The assertion that government policy encouraging the creation of subprime loans to boost homeownership rates among minorities was the prime cause of the financial crisis is a classic example of the "zombie lie." No matter how many time's it been debunked, it keeps coming back. And no single person has been more closely associated in pushing that line of argument than Peter Wallison, a long-time fellow at the American Enterprise Institute, and one of the four members of the Financial Crisis Inquiry Commission appointed by the GOP Congressional leadership.
Wallison's views on what caused the crunch are so far out on the right-wing ledge that he couldn't even get the three other Republican members of the FCIC to agree with his theories, and had to release his own minority-minority dissent.
That always perplexed me, since I'm sure the other conservative commissioners wanted to blame government for everything that went wrong. But today, thanks to the sterling work of Rortybomb's Mike Konczal, I have a clearer understanding of why Wallison's fellow Republicans didn't sign on to his campaign. There are lies within zombie lies.
Konczal takes a hard look at a new Wallison article in American Spectator: "The True Story of the Financial Crisis." Wallison recapitulates his now familiar argument, with special emphasis on research conducted by Edward Pinto, also an AEI fellow, claiming that government policy "fostered the creation" of about 27 million "subprime mortgages" of "inferior quality."
Pinto's data has also been conclusively debunked -- the short version is that he made up a definition of "subprime" that no one else uses. But never mind that. Mike Konczal zeros in on a different lie, a passage from the American Specator piece asserting that the Financial Crisis Inquiry Commission ignored the Pinto data.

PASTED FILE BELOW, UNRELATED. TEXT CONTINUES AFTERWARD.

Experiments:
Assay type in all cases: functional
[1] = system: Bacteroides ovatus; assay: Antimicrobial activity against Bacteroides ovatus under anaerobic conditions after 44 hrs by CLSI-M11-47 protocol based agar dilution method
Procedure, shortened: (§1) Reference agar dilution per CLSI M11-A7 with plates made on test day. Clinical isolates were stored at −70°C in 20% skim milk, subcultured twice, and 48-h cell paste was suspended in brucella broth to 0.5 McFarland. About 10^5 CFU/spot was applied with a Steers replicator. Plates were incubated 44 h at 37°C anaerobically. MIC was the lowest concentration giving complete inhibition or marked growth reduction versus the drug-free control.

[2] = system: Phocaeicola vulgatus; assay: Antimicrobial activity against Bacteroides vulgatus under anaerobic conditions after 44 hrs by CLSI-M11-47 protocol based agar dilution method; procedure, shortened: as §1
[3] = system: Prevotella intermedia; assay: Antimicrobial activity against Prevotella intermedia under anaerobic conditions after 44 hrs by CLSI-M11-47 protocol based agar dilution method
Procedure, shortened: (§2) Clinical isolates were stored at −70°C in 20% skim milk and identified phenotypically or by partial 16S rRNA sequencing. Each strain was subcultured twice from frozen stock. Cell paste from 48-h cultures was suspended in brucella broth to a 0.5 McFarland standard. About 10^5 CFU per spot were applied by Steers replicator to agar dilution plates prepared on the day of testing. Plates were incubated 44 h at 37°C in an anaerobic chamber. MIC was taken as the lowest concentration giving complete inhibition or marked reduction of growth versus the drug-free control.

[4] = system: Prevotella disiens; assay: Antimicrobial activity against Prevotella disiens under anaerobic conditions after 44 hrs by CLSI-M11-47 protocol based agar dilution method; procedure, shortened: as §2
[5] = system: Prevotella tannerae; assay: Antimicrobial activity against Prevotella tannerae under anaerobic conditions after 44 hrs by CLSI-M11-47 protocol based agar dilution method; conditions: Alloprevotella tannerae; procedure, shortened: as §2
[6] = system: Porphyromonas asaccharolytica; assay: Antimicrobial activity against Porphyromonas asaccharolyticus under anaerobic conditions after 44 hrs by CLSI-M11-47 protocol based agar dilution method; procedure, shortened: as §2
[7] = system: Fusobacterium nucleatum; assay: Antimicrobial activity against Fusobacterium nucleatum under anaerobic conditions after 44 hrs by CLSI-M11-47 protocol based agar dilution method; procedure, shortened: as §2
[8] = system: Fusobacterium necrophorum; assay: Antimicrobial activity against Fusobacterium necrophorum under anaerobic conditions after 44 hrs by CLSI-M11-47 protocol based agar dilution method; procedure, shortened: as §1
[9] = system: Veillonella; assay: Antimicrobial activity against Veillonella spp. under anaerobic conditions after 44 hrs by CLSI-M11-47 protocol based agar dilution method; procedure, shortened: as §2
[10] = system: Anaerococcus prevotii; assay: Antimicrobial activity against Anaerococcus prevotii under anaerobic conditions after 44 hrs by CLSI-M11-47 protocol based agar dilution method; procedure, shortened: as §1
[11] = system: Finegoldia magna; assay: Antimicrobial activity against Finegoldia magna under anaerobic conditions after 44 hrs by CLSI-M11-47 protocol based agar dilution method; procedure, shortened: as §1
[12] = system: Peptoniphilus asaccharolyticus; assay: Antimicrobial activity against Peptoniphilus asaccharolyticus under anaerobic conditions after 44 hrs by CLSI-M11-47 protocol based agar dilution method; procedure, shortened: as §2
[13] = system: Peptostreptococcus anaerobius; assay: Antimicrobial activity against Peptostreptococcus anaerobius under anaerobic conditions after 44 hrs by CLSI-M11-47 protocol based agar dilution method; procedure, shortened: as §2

This information, which highlighted the role of government policy in fostering the creation of these low-quality mortgages, raised important questions about whether the mortgage meltdown would have been so destructive if those government policies had not existed. Any objective investigation of the causes of the financial crisis would have looked carefully at Pinto's research, exposed it to the members of the Commission, taken Pinto's testimony, and tested the accuracy of his research. But the Commission took none of these steps. Pinto's memos were never made available to the other members of the FCIC, or even to the commissioners who were members of the subcommittee charged with considering the role of housing policy in the financial crisis.
Sounds pretty damning, huh? Too bad it's not true. Konczal quotes the work of Leonard Architect, posting at DailyKos:
Let's count the lies:
1. The FCIC did look carefully at Pinto's research;
3. The FCIC did test the accuracy of Pinto's research, and
4. Pinto's research was made available to all members of the FCIC.
5. The FCIC considered and debunked Pinto's claims, and detailed the process in its report, on page 219 and elsewhere.
Konczal asks "Where are the fact checkers?" The answer is easy.
Zombies ate their brains.